What is vaginal mesh and what are the risks of surgery?
1st May, 2020
Expert Information

For many woman, dealing with incontinence or vaginal prolapse is a difficult reality. The NHS estimates that between 3 and 6 million people in the UK have some degree of urinary issue, and that 50% of women will develop a degree of pelvic organ prolapse (POP) in their lifetime.

Many women have turned to surgery in an attempt to solve the problem. Vaginal mesh implants were introduced as a means of treating these issues, but complications from the mesh or the operation have left many with a string of life-changing complications.

By pursuing a medical negligence claim, you could receive compensation for your mesh implant to help pay for remedial treatment as well as any trauma you have faced.

What is vaginal mesh?

The mesh used in urogynaecological and prolapse surgeries is generally a polypropylene “net-like” implant. It can be used to treat stress urinary incontinence (SUI) and pelvic organ prolapse (POP). There are different types, brands and manufacturers of these meshes. Common terms for mesh used to treat incontinence include “sling”, “tape”, “ribbon”, “mesh”, and “hammock”. However, in general these are all terms to describe a transvaginal (TVT) or transobturator (TOT) tape.

A TVT/TOT is used to lift and support the urethra or bladder neck where this has dropped. Surgery is done through the abdomen or the vagina, with the mesh then implanted and held in place so that the tissue will eventually grow into the mesh to create a wall of support.

The mesh used in POP is a similar construction but is often used specifically to strengthen the muscle walls surrounding the vagina or nearby structures.

What is vaginal mesh used for?

The use of synthetic material for surgical correction of POP and SUI became increasingly popular after their introduction in 1998. Between 2007 and 2015 there were over 92,000 mesh procedures in the UK. This includes 11,500 treatments for POP and 80,500 urinary incontinence surgeries.

Incontinence or prolapse symptoms can become common following childbirth, due to the increased trauma placed on the muscles and ligaments. As a result, the use of vaginal mesh has been introduced as a treatment. However, while mesh implants have been used successfully in the majority of cases, these flexible plastics have led to life-altering complications for many women.

In October 2018, the National Institute for Health and Care Excellence (NICE) issued new draft guidance on vaginal mesh surgery, recommending that women should opt for non-surgical treatments due to complications.

What complications might arise from surgery?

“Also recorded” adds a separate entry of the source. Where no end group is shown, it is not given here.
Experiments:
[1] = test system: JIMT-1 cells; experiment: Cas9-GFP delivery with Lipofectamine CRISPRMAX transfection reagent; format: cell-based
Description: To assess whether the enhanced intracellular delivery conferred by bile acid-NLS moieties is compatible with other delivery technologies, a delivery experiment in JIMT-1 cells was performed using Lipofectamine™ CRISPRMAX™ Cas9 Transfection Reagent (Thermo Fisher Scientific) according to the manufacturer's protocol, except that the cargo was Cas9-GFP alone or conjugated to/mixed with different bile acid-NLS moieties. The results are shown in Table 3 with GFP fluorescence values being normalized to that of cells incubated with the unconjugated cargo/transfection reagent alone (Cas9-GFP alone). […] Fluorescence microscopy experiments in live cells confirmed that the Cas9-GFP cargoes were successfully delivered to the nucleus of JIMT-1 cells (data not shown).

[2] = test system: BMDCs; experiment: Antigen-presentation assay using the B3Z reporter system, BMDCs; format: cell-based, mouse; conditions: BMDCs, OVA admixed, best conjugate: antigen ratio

There is a lot of controversy surrounding this surgery, with around one in fifteen women in the UK requiring surgery to extract them.

Whilst there have always been known complications from mesh such as erosion, migration and pain, over time broader and more extensive complications have emerged.

These include:

  • Severe and constant abdominal and vaginal pain
  • Nerve damage
  • Mesh shrinkage
  • Vaginal bleeding or discharge
  • Vaginal scarring and shrinkage
  • Painful sexual intercourse (for men and women)
  • Urinary infection or incontinence

 

Complications from the mesh, or the operation, have left many
with a string of life-changing complications.

 

These mesh implants are designed to be permanent, as they become embedded in the surrounding tissue to help provide better support. Removal can require hours of surgery and there’s a risk of damaging nerves and nearby organs, potentially causing lasting damage and further pain in some instances.

In many cases, these risks were not discussed and inadequate warnings given to patients so that they could not make fully informed decisions when choosing to undergo mesh treatment.

If you have experienced complications from vaginal mesh treatment through the NHS or privately, you could be eligible to claim for compensation.

How to spot a problem following surgery

If you’re unsure what the symptoms of vaginal or pelvic mesh complications are, we’ve compiled a list of signs to look out for:

  • You feel unwell or feverish, or you may have developed a high temperature
  • Your surgical wound has become more painful/sensitive
  • The skin around your wound is hot to touch or swollen
  • The skin around your wound has become red
  • Green or yellow discharge (pus) is visible
  • Your wound develops an unpleasant smell

If you develop any of these symptoms and are concerned, you should contact your General Practitioner or attend a local walk-in centre for advice.

How to claim compensation for a mesh implant

At Patient Claim Line, we specialise in hospital negligence claims. We have experience in handling claims for women who have suffered as a result of negligent vaginal mesh surgery. Our experts have a wealth of experience when it comes to medical negligence, so we can provide you with the support you deserve throughout this process.

Unsure how the compensation process works? Discover how Patient Claim Line can help you by looking at our how it works section.

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